With the introduction of the Common Core Standards (CCS) and Teacher Evaluation System (APPR) there has recently been a lot of talk about the resources and materials our teachers are using in their classrooms. Many educators and instructional leaders are focused on making sure that the classrooms are filled with various programs, materials, etc. that are aligned to the rigors of the CCS (I hesitate to use the word rigor at this point). Furthermore, when looking at APPR and its potential ramifications, once again the conversation turns to what materials and programs are being used in the classroom to ensure that our children are prepared for the various assessments - both the local and state assessments.
Although I think everyone agrees that we want to make sure our children are learning and growing, I am concerned about the recent focus on the specific programs and materials being used. Don't get me wrong, I want to make sure that our classrooms are filled with rich resources and materials too because they are critical components to the learning experiences of our children but I don't think they are the key to learning. I think the key to learning lies in the hands of our great teachers - it is teachers, not programs, that have the greatest impact on our children and their learning! In my years as an instructional leader, I have seen many programs be piloted and eventually implemented and the common theme that runs through every implementation is that great teachers make the programs successful in the classroom; programs do not make teachers great nor do they make children learn. Often the conversation revolves around implementing a program on a specific grade level or throughout an entire school to ensure consistency in the learning experiences of our children but any good educator knows that its not the program that is going to bring consistency to the learning, it is the teachers! A great teacher knows how to bring the dullest or most scripted or structured program to life in their classrooms so that their children are highly engaged and learning. On the other hand, a struggling teacher will usually be able to implement the program only at a basic level and the children's learning and levels of engagement will be impacted as a result of this basic implementation. Again, its not about the program - its about the teacher and their individual skill set that will have the greatest impact on our children.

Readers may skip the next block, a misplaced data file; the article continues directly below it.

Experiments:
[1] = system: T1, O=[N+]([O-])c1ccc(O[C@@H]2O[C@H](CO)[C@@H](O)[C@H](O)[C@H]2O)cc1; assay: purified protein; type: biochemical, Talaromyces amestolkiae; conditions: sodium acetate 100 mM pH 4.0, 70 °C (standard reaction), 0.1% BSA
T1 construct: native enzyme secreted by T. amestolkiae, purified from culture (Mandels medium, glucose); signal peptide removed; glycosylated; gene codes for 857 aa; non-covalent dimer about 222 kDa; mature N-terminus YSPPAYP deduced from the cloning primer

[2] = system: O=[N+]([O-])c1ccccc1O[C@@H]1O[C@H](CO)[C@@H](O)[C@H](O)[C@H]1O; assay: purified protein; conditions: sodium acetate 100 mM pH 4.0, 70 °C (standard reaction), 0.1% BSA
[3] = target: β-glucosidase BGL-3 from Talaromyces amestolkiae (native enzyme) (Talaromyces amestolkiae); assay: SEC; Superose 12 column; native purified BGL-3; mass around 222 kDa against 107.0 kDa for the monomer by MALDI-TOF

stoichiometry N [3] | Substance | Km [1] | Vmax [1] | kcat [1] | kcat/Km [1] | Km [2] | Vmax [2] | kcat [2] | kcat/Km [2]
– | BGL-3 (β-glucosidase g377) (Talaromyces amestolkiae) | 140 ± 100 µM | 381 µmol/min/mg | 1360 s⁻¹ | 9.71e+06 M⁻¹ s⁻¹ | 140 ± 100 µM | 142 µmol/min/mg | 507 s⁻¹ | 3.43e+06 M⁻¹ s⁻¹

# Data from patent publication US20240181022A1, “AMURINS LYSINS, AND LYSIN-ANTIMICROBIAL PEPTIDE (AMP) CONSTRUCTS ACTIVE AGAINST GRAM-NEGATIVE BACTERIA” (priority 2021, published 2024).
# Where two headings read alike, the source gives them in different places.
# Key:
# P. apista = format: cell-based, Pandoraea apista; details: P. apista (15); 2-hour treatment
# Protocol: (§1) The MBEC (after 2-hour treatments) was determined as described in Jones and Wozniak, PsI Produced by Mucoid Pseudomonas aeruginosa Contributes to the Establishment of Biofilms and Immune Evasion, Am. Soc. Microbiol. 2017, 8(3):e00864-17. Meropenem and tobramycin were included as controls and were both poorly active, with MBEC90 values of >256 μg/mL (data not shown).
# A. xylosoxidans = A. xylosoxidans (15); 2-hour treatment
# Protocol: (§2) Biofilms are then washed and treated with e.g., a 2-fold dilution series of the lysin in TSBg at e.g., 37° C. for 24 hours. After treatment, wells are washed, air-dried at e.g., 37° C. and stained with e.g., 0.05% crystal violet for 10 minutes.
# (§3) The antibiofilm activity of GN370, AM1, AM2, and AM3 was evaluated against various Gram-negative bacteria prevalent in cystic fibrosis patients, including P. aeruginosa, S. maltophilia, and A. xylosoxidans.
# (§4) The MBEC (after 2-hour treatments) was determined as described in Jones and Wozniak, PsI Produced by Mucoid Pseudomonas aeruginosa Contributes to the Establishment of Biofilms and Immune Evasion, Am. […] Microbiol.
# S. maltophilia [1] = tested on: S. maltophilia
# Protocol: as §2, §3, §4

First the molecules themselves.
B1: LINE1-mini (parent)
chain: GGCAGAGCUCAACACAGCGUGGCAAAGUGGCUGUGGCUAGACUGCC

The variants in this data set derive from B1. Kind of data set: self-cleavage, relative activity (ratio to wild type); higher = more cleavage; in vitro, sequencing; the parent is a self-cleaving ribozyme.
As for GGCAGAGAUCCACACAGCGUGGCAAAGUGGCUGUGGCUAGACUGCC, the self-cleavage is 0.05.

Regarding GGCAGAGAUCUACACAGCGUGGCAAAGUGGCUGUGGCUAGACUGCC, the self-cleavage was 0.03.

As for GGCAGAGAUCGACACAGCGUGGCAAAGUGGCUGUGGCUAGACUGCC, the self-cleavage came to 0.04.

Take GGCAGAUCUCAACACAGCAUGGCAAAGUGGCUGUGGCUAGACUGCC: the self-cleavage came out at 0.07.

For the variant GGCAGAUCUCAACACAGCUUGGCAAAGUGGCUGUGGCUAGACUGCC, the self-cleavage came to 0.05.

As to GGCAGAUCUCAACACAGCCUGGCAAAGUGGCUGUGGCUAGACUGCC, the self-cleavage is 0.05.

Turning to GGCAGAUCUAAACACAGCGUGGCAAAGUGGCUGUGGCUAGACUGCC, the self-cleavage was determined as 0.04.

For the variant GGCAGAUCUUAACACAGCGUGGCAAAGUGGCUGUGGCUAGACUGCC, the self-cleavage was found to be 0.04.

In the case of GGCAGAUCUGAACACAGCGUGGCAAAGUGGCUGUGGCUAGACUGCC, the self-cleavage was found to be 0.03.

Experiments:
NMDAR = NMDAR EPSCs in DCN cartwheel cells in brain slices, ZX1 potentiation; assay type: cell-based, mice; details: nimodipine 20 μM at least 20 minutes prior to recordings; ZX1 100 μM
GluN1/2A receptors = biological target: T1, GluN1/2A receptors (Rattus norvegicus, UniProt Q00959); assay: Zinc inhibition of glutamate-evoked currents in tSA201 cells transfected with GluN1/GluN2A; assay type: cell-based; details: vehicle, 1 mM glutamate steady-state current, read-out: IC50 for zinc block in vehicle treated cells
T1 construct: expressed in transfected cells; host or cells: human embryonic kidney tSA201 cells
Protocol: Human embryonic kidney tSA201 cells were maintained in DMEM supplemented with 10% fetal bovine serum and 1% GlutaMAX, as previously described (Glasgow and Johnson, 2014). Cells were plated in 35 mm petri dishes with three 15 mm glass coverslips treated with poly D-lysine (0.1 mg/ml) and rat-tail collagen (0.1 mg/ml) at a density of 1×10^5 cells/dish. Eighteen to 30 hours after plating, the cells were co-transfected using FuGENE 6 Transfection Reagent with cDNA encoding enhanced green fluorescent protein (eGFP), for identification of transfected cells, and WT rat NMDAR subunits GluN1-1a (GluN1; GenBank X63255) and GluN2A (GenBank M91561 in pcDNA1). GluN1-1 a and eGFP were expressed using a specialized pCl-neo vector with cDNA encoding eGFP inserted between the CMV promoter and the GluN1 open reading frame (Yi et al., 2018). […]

Regardless of the program, resource or materials being used in the classrooms, I suggest that our focal points needs to shift from this "stuff" to the professional development of our teachers! Whether a school or district is planning on implementing a basal reading series or adopting a balanced literacy approach to reading instruction, the focus should be on training teachers in sound pedagogical practice - not only on how to use the programs or materials! For example, we recently shifted to a balanced literacy approach and supplied every classroom with various reading and writing resources and programs to support this instructional approach. When it came time to train teachers, although we did spend time on exposing them to the materials, the thrust of our time was focused on sound instructional approaches that would impact all of our children on some level and would help all our teachers enhance their skill set. Our instructional focus happened to be the technique of the gradual release of responsibility of learning from teacher to student (model - guide - do independently or show me - help me - let me do it) because we felt that was a sound instructional model that could be used across all curriculum areas and would help our teachers have the greatest impact on our children and their learning.
In the end, I am not advocating for a specific instructional approach or program; instead, I am advocating for the professional development of our teachers because the bottom line is that our skilled teachers, not the programs they are using, will have the greatest impact on our children and their learning!